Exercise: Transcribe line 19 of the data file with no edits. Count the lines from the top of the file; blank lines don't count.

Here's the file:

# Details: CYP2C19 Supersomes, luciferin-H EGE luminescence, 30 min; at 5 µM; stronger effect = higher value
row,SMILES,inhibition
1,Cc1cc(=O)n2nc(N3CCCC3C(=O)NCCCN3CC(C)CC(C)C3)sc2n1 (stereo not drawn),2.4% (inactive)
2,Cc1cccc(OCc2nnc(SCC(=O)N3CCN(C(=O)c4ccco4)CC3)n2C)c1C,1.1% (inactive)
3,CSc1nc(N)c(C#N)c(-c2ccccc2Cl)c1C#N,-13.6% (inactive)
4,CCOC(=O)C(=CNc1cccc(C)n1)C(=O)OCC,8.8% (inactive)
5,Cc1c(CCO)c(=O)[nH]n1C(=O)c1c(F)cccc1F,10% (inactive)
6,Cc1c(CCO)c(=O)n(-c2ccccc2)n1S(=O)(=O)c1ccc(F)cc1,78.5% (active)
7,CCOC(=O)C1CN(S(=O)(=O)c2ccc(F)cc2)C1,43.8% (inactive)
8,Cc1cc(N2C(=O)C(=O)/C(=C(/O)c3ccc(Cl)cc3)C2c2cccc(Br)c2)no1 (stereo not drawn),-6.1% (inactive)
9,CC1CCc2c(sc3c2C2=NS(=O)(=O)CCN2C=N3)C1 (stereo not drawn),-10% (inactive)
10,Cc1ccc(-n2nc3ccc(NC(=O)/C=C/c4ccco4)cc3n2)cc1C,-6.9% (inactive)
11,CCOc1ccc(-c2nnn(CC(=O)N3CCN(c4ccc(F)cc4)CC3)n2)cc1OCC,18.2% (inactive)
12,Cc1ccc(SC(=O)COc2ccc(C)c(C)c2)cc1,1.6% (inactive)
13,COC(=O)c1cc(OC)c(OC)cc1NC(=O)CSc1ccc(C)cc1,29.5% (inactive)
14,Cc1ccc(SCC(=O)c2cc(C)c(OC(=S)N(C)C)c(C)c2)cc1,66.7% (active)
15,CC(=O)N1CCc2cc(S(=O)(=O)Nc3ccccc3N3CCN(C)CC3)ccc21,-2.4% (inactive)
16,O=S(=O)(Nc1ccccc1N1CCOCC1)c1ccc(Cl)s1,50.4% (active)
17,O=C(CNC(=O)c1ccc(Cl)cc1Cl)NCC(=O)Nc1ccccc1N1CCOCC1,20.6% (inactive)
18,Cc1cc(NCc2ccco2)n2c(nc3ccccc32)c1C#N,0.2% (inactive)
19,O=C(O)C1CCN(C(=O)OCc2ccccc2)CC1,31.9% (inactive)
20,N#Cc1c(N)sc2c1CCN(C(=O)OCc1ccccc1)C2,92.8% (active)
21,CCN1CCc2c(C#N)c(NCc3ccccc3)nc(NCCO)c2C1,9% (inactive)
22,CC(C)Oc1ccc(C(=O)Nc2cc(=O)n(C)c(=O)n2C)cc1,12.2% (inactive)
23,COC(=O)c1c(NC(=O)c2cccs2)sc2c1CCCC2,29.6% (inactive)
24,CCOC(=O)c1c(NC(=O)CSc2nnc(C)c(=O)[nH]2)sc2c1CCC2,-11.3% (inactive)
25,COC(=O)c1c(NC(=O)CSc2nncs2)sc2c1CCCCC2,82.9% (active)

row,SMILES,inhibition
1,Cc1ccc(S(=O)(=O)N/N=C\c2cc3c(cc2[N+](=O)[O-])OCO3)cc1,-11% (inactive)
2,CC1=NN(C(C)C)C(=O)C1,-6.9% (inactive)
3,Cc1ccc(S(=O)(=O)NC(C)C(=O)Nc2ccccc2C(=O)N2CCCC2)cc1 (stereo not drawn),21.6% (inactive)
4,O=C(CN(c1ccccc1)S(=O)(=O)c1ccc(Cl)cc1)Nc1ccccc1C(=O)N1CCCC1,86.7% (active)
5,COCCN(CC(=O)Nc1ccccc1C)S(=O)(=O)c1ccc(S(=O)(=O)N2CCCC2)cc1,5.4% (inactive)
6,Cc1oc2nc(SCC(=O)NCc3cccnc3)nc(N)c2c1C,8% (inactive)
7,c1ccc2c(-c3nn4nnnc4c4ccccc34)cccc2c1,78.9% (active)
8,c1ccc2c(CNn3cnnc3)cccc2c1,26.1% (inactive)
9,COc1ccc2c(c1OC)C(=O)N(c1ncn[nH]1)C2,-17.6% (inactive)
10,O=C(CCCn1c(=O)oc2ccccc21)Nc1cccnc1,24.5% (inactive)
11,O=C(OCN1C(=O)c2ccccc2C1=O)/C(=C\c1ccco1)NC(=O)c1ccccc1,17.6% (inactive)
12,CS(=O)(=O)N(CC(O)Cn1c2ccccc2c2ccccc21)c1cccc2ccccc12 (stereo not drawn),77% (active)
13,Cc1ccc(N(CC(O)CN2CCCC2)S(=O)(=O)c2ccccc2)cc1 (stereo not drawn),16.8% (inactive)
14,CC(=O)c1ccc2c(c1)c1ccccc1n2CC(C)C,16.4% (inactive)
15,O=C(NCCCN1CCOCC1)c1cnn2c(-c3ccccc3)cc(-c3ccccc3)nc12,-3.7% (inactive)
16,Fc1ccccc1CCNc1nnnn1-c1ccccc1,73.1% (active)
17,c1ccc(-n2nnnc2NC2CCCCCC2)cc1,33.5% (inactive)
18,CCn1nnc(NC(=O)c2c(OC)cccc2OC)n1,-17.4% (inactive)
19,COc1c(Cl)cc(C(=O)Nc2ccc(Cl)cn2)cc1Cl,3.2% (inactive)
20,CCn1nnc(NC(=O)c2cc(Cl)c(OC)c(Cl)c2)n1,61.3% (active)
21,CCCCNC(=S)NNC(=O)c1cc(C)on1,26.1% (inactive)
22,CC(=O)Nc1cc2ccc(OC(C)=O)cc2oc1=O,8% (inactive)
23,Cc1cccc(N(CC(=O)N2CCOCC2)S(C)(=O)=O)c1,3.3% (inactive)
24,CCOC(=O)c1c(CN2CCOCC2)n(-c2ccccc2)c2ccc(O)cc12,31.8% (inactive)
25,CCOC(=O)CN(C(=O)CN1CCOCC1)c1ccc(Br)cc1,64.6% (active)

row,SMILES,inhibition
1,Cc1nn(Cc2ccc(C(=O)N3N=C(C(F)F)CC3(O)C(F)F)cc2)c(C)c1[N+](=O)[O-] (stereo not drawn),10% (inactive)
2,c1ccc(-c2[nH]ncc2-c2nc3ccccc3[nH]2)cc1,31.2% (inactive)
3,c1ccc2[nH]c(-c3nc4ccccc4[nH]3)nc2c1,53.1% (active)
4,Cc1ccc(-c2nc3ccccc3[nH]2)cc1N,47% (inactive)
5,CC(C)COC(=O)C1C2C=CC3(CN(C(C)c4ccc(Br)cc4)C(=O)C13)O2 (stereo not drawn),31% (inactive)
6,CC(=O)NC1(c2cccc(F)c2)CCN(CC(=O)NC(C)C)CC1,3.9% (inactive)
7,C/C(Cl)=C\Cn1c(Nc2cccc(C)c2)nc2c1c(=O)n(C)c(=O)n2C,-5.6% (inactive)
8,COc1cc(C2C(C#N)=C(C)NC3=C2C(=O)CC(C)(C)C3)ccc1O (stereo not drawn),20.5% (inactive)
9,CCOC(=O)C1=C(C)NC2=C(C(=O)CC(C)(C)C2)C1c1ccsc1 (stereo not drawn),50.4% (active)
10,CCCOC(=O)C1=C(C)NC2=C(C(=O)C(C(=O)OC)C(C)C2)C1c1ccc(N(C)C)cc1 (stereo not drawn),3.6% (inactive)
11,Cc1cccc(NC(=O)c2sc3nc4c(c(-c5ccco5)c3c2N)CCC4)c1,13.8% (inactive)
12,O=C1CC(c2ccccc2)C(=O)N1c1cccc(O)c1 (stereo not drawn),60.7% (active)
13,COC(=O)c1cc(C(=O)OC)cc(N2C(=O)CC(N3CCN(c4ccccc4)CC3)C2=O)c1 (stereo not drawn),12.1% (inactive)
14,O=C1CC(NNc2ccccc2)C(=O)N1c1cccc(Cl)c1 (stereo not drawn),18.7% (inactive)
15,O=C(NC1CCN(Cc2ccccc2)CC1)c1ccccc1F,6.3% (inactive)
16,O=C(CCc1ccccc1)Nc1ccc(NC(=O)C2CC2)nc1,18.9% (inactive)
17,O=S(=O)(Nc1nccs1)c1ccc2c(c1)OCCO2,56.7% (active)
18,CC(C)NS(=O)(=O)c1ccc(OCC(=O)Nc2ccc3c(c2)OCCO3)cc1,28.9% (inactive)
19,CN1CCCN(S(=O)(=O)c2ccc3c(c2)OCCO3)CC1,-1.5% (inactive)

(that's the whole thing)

17,O=C(CNC(=O)c1ccc(Cl)cc1Cl)NCC(=O)Nc1ccccc1N1CCOCC1,20.6% (inactive)